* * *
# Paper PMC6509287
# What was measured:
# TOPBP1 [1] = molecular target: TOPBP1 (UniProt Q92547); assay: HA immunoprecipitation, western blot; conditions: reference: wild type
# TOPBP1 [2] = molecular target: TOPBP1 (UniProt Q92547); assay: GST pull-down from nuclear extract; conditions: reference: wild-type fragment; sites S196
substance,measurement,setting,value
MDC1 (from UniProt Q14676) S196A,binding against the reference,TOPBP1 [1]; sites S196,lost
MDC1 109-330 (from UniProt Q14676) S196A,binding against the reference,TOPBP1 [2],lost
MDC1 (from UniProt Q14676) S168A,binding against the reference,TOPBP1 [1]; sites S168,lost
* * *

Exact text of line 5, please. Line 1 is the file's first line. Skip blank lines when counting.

substance,measurement,setting,value